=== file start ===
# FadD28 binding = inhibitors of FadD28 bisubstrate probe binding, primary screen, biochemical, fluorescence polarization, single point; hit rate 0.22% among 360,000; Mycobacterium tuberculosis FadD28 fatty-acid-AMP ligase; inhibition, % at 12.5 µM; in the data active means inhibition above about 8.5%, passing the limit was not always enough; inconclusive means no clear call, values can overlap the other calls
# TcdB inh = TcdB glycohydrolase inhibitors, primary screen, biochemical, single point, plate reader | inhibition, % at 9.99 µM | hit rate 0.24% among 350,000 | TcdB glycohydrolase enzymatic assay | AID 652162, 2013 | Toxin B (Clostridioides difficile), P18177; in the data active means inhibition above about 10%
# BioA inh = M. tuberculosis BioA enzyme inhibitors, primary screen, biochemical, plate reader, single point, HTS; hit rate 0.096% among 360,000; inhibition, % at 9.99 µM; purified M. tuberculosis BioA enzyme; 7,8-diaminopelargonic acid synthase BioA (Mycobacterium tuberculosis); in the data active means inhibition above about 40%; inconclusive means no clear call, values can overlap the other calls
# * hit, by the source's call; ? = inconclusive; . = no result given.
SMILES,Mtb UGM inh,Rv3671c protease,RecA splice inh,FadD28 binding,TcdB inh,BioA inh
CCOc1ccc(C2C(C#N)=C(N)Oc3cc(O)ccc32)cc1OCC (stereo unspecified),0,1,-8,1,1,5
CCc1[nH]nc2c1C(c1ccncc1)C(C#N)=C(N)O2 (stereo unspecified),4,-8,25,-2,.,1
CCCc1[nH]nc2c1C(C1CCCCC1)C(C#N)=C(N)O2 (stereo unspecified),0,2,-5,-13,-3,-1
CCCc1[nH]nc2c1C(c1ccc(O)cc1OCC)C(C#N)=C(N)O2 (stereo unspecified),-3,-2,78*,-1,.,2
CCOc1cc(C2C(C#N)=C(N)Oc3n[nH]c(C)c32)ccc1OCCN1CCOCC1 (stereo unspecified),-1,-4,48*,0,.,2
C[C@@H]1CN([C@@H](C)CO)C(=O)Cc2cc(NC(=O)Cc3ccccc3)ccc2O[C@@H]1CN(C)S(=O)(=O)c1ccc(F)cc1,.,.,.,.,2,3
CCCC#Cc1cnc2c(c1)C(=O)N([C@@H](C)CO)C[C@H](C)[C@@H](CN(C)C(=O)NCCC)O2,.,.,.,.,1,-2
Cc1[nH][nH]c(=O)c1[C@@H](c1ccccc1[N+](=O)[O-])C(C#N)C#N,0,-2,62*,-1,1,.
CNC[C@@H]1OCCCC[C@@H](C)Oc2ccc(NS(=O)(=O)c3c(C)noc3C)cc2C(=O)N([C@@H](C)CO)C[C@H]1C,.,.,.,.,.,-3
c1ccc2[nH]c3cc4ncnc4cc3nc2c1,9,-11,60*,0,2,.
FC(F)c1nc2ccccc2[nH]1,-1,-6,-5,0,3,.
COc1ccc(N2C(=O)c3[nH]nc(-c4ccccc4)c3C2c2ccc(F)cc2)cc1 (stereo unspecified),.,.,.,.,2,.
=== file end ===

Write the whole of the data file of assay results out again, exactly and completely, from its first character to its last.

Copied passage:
# FadD28 binding = inhibitors of FadD28 bisubstrate probe binding, primary screen, biochemical, fluorescence polarization, single point; hit rate 0.22% among 360,000; Mycobacterium tuberculosis FadD28 fatty-acid-AMP ligase; inhibition, % at 12.5 µM; in the data active means inhibition above about 8.5%, passing the limit was not always enough; inconclusive means no clear call, values can overlap the other calls
# TcdB inh = TcdB glycohydrolase inhibitors, primary screen, biochemical, single point, plate reader | inhibition, % at 9.99 µM | hit rate 0.24% among 350,000 | TcdB glycohydrolase enzymatic assay | AID 652162, 2013 | Toxin B (Clostridioides difficile), P18177; in the data active means inhibition above about 10%
# BioA inh = M. tuberculosis BioA enzyme inhibitors, primary screen, biochemical, plate reader, single point, HTS; hit rate 0.096% among 360,000; inhibition, % at 9.99 µM; purified M. tuberculosis BioA enzyme; 7,8-diaminopelargonic acid synthase BioA (Mycobacterium tuberculosis); in the data active means inhibition above about 40%; inconclusive means no clear call, values can overlap the other calls
# * hit, by the source's call; ? = inconclusive; . = no result given.
SMILES,Mtb UGM inh,Rv3671c protease,RecA splice inh,FadD28 binding,TcdB inh,BioA inh
CCOc1ccc(C2C(C#N)=C(N)Oc3cc(O)ccc32)cc1OCC (stereo unspecified),0,1,-8,1,1,5
CCc1[nH]nc2c1C(c1ccncc1)C(C#N)=C(N)O2 (stereo unspecified),4,-8,25,-2,.,1
CCCc1[nH]nc2c1C(C1CCCCC1)C(C#N)=C(N)O2 (stereo unspecified),0,2,-5,-13,-3,-1
CCCc1[nH]nc2c1C(c1ccc(O)cc1OCC)C(C#N)=C(N)O2 (stereo unspecified),-3,-2,78*,-1,.,2
CCOc1cc(C2C(C#N)=C(N)Oc3n[nH]c(C)c32)ccc1OCCN1CCOCC1 (stereo unspecified),-1,-4,48*,0,.,2
C[C@@H]1CN([C@@H](C)CO)C(=O)Cc2cc(NC(=O)Cc3ccccc3)ccc2O[C@@H]1CN(C)S(=O)(=O)c1ccc(F)cc1,.,.,.,.,2,3
CCCC#Cc1cnc2c(c1)C(=O)N([C@@H](C)CO)C[C@H](C)[C@@H](CN(C)C(=O)NCCC)O2,.,.,.,.,1,-2
Cc1[nH][nH]c(=O)c1[C@@H](c1ccccc1[N+](=O)[O-])C(C#N)C#N,0,-2,62*,-1,1,.
CNC[C@@H]1OCCCC[C@@H](C)Oc2ccc(NS(=O)(=O)c3c(C)noc3C)cc2C(=O)N([C@@H](C)CO)C[C@H]1C,.,.,.,.,.,-3
c1ccc2[nH]c3cc4ncnc4cc3nc2c1,9,-11,60*,0,2,.
FC(F)c1nc2ccccc2[nH]1,-1,-6,-5,0,3,.
COc1ccc(N2C(=O)c3[nH]nc(-c4ccccc4)c3C2c2ccc(F)cc2)cc1 (stereo unspecified),.,.,.,.,2,.